$26,500 Offered for Information About Two Illegal Oregon Wolf Killings

Gearhart Wolf ODFW

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Amaroq Weiss, Center for Biological Diversity
Bethany Cotton, Cascadia Wildlands
Danielle Moser, Oregon Wild

PORTLAND, Ore.— The Oregon Wildlife Coalition, conservation partners and the U.S. Fish and Wildlife Service are offering rewards totaling $26,500 for information leading to arrests and convictions following the separate killings of two wolves in Oregon. 

“I’m so saddened to learn of the illegal killings of two more Oregon wolves, which add to the enormous spike in human-caused wolf mortality we’ve been seeing here the past several years,” said Amaroq Weiss, senior wolf advocate at the Center for Biological Diversity. “Wherever wolves live in Oregon, federally protected or not, there is no hunting of wolves allowed. Killing this wolf was illegal and also morally wrong.”

Wildlife conservation groups today announced a $10,000 reward for information leading to an arrest and conviction for the illegal killing of a collared male wolf found Nov. 13 in southwestern Oregon’s Jackson County. Since the wolf was killed in a part of the state where wolves are still federally protected under the Endangered Species Act, the Service has offered a $5,000 reward, for a total of $15,000. 

The conservation groups announced a separate $11,500 reward for information leading to an arrest and conviction for the illegal killing of a collared female wolf found Nov. 27 in northeast Oregon in Baker County.

The poaching incidents were publicly reported Dec. 5 by the Service and by Oregon State Police. The Oregon Wildlife Coalition and conservation partners have a standing reward offer to assist in prosecuting all illegal wolf killings.

“Poaching is cowardly and illegal. Poachers are stealing from all Oregonians and undermining decades of conservation efforts,” said Bethany Cotton, conservation director with Cascadia Wildlands. “We call on the public to come forward with any information that may help bring those responsible to justice and for law enforcement to redouble their efforts.”

The wolf killed in Jackson County, known as OR-125, was found dead Nov. 13 near Union Creek, east of Crater Lake. He was a member of the Indigo pack, whose territory is north of Crater Lake straddling Douglas and Klamath counties. 

Authorities were alerted Nov. 27 to the second poached wolf discovered within the Keating Wildlife Management Unit about 25 miles east of Baker City. State wildlife agency officials have indicated that this female wolf, OR-95, was a member of the Cornucopia pack. 

“Wolf poaching continues to be a tragic assault on Oregon values and our natural heritage,” said Danielle Moser with Oregon Wild. “Each death is a blow to the resilience and integrity of our wild landscapes.”

Since 2001 at least 34 wolves are known to have been poached across the state, with most killed in eastern Oregon. Scientific research has shown that removing protections for wolves is associated with increased illegal killings. For every illegally slain wolf found, another one to two wolves have been killed and remain undiscovered.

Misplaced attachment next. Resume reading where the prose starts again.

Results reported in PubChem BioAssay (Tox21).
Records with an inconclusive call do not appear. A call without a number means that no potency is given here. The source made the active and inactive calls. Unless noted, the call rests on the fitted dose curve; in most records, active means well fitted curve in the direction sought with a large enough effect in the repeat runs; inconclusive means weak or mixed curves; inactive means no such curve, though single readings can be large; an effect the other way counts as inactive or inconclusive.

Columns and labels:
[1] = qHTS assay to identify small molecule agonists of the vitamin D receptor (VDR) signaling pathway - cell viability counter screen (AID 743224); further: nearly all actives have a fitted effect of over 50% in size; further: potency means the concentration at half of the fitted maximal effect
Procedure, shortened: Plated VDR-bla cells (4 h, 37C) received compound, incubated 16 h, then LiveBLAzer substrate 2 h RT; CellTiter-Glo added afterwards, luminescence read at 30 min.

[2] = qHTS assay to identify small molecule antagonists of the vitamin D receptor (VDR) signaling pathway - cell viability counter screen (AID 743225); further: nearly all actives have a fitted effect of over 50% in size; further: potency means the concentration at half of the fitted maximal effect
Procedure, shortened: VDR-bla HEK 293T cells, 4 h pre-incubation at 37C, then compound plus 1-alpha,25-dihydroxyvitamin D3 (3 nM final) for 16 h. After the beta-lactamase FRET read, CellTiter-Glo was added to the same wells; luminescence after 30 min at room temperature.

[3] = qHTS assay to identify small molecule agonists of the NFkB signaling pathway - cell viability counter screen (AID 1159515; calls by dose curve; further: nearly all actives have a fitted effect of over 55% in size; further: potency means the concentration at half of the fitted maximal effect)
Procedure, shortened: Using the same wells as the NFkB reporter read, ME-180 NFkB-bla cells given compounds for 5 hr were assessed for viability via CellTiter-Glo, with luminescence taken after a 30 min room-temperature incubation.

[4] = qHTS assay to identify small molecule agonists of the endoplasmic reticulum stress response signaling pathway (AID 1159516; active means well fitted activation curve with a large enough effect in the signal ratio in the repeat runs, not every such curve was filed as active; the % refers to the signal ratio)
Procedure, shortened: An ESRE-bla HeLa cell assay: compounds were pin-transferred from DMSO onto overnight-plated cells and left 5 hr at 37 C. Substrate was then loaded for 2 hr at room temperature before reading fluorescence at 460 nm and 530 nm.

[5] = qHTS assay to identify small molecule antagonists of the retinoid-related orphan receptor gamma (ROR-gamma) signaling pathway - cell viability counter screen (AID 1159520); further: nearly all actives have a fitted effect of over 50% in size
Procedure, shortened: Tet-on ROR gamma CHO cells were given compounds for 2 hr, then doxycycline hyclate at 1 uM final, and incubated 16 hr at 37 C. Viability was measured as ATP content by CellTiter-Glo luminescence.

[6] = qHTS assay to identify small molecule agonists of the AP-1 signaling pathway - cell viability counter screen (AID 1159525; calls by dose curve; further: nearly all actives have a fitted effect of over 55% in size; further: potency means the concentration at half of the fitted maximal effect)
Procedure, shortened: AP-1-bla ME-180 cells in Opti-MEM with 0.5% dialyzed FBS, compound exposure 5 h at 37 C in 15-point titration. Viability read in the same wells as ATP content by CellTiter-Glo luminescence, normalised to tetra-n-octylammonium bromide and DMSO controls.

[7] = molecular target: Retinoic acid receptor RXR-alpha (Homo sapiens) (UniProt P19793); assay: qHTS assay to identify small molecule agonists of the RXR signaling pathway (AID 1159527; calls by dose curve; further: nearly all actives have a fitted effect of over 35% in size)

Anyone with information regarding the OR-125 case is urged to contact the U.S. Fish and Wildlife Service at (503) 682-6131 or the Oregon State Police TIP line at (800) 452-7888. Callers with information on the wolf killed near Baker City should reach out only to the Oregon State Police line. Callers may remain anonymous. Reports also can be made online at https://www.oregon.gov/osp/programs/fw/pages/tip.aspx


Oregon wolves have had critical protections removed and then restored in recent years. The Trump administration stripped federal Endangered Species Act protections from gray wolves across most of the country in January 2021, including in western Oregon. In February 2022 a federal court restored those protections

However, since 2011 wolves in the eastern third of Oregon have not had federal protections and have been managed by the state. In 2015 the state Fish and Wildlife Commission prematurely stripped wolves of state endangered species act protections. 

At last count, Oregon had a minimum of 178 wolves. Following a significant increase in poaching and agency kill actions in 2021 and 2022, Oregon’s wolf counts those years show minimal annual growth of the state wolf population, only 1% in 2021 and 1.7% in 2022. The 2023 population count is expected to be issued in April.


The Center for Biological Diversity is a national, nonprofit conservation organization with more than 1.7 million members and online activists dedicated to the protection of endangered species and wild places.

Cascadia Wildlands defends and restores Cascadia’s wild ecosystems in the forests, in the courts and in the streets.

Oregon Wild works to protect and restore Oregon’s wildlands, wildlife and waters as an enduring legacy for future generations.

The Oregon Wildlife Coalition includes the Center for Biological Diversity, Oregon Wild, Cascadia Wildlands, Portland Audubon, Willamette Riverkeeper, the Humane Society of the United States, Humane Voters Oregon and Western Environmental Law Center. Speak for Wolves and Greater Hells Canyon Council also contributed to the standing reward offer.

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